Bedtime Resistance: Why is Bedtime Such a Struggle For Children?

When it comes to ending the day, if you are a parent this can be met with extreme bedtime resistance. The battle of bedtime is maybe something that has always been there or maybe it is something brand new. Either way, it seems to last forever. I’m sure you know the struggle. That is why you are here. Let’s take a look at why this might be happening.


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Bedtime Resistance Solutions

If you are looking for bedtime resistance solutions, you are not alone. There are many of us trying to figure out how to meet the individual needs of our child while setting up routines and structures. Take the solutions below, and then make sure to comment on how these would best help your child.

Before you start looking at how to quickly solve bedtime resistance with your child though, remember that identifying the issues is sometimes one-in-the-same as identifying the solutions. your child may have a specific reason for bedtime resistance, or they may have a few reasons for bedtime resistance. Read below to see if any of these could apply to your child.

Routines

Routines are very helpful for anyone. However, children thrive on routines more than we sometimes realize. If a child’s routine is off, that can throw their bedtime out of whack. Even something as little one of their normal activities time frame changing can throw them for a loop. The rest of the day may go smoothly but, come bedtime, they may be out of sorts.

If your child does not have a routine, I highly suggest starting one as soon as possible. Sometimes having your child know the expectations is all it takes to solve bedtime resistance. Involve your child in creating the routine. If you do that, it will lead to less resistance, especially if you have a high-spirited child that likes to be part of decision making. Ask them what they should be doing before bed- they may surprise you.

Try not to make the routine too complicated. Make it something simple that you can write down and stick on your refrigerator or somewhere where your child can see it. Stick with that exact routine for two weeks. It takes two-three weeks to establish a routine, so make sure not to be too quick to change it up.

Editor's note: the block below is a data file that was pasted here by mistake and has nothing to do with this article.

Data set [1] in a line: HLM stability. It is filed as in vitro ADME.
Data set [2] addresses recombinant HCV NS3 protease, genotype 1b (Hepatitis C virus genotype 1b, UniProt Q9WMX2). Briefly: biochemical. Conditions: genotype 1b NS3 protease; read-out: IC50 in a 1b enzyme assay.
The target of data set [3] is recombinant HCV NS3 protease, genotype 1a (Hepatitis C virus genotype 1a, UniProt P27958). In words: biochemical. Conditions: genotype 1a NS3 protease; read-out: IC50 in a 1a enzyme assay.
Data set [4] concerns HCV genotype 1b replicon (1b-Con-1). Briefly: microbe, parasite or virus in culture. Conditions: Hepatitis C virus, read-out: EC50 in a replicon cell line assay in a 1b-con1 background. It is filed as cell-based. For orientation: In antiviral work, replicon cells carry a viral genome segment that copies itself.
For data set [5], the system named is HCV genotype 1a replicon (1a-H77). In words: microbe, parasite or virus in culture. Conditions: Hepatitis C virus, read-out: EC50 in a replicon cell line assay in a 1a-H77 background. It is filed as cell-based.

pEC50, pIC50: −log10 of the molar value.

Hungry

I’m sure you have had your kids tell you they can’t go to bed because they are hungry. Sometimes, it is a ploy to stay up later but, other times they are legitimately hungry. If you offer your child something like an apple or crackers and they decline, you will know they aren’t truly hungry. If they take you up on it, they are hungry and will most likely go right to bed after their snack.

Thirsty

‘I’m thirsty’ is another common thing we hear when our kids are trying to stay up later. However, if they didn’t drink much water during the day, they may be very thirsty. Other liquids don’t give their bodies the hydration it needs so when it comes time to lay down they may actually be as thirsty as they say they are. Once their thirst is quenched, bedtime should be much easier.

Anxious

Even if your child doesn’t outwardly show that they are anxious about something they may be. They may not know exactly how to describe what they are feeling but, they just know they can’t sleep. Maybe they are worried about a friend, or school, or they overheard you talking about some of your worries. A child can be anxious just as easily as we can but, we know what that feeling is called, they may not.

Activity Level

Come bedtime it may seem that your child is either overwhelmingly full of energy or, way overtired. The amount of activity a child has during the day will directly impact how well they fall asleep and, stay asleep. If it is too much or, not enough activity during the day bedtime may be a bit harder.

Separation

They miss you. There are many times kids will come ask you to sit with them or snuggle with them or, even ask for another story. Even if it seemed like you spent all day together, they need more. Children crave the closeness with their parents and them wanting you to be near them before they go to sleep is one way they show that.

Overtired

When a child is overtired, their whole body goes into overdrive and it is hard for them to wind down for bed. They are cranky and obviously tired but, it is their body and brain that aren’t letting them sleep.

Naptime

That nap at 4:00 or 5:00 pm that you just couldn’t wake them up from is sure to throw bedtime off. If a child has a nap before dinner they will most certainly be up later. Their body will not be ready to go back to sleep at their normal bedtime which, will make bedtime a huge struggle.

Natural Body Clock

This is probably the most important one. Kids body clocks are just like yours and mine. We all have times where we function the best and when we naturally wind down. Some children need to go to bed earlier and others are naturally up later. If you take the time to notice when your child naturally winds down, bedtime will go much smoother.

There are many reasons why there can be bedtime resistance. While it is frustrating, to say the least, it is important to remember that our little ones are people too. We as adults have a hard time going to bed when we should so, cut them a little slack and be open to listening to their needs. If you can do that, bedtime should be a bit smoother.

Which one of these can you use best with your child? Comment below!

 


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